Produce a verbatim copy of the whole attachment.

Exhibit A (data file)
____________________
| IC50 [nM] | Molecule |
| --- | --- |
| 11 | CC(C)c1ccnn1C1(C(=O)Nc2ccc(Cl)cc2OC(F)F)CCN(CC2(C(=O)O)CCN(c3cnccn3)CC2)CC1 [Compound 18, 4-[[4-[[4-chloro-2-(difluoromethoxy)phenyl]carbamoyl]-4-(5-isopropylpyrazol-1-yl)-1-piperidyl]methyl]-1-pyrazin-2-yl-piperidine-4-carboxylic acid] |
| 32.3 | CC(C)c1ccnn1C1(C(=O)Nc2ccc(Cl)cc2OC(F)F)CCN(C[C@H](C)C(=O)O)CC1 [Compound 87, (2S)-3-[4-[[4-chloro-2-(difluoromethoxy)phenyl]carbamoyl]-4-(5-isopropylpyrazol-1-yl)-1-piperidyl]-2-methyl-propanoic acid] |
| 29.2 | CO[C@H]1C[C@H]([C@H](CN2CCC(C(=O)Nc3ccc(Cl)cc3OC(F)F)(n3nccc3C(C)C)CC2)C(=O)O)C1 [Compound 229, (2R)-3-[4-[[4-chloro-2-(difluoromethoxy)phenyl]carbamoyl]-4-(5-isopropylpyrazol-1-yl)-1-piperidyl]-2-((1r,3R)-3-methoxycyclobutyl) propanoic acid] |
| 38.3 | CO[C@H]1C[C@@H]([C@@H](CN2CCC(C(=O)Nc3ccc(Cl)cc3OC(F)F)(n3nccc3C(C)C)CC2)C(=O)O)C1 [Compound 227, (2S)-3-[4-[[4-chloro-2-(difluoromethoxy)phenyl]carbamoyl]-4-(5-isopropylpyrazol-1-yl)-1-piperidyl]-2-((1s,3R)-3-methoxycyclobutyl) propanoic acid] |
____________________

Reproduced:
| IC50 [nM] | Molecule |
| --- | --- |
| 11 | CC(C)c1ccnn1C1(C(=O)Nc2ccc(Cl)cc2OC(F)F)CCN(CC2(C(=O)O)CCN(c3cnccn3)CC2)CC1 [Compound 18, 4-[[4-[[4-chloro-2-(difluoromethoxy)phenyl]carbamoyl]-4-(5-isopropylpyrazol-1-yl)-1-piperidyl]methyl]-1-pyrazin-2-yl-piperidine-4-carboxylic acid] |
| 32.3 | CC(C)c1ccnn1C1(C(=O)Nc2ccc(Cl)cc2OC(F)F)CCN(C[C@H](C)C(=O)O)CC1 [Compound 87, (2S)-3-[4-[[4-chloro-2-(difluoromethoxy)phenyl]carbamoyl]-4-(5-isopropylpyrazol-1-yl)-1-piperidyl]-2-methyl-propanoic acid] |
| 29.2 | CO[C@H]1C[C@H]([C@H](CN2CCC(C(=O)Nc3ccc(Cl)cc3OC(F)F)(n3nccc3C(C)C)CC2)C(=O)O)C1 [Compound 229, (2R)-3-[4-[[4-chloro-2-(difluoromethoxy)phenyl]carbamoyl]-4-(5-isopropylpyrazol-1-yl)-1-piperidyl]-2-((1r,3R)-3-methoxycyclobutyl) propanoic acid] |
| 38.3 | CO[C@H]1C[C@@H]([C@@H](CN2CCC(C(=O)Nc3ccc(Cl)cc3OC(F)F)(n3nccc3C(C)C)CC2)C(=O)O)C1 [Compound 227, (2S)-3-[4-[[4-chloro-2-(difluoromethoxy)phenyl]carbamoyl]-4-(5-isopropylpyrazol-1-yl)-1-piperidyl]-2-((1s,3R)-3-methoxycyclobutyl) propanoic acid] |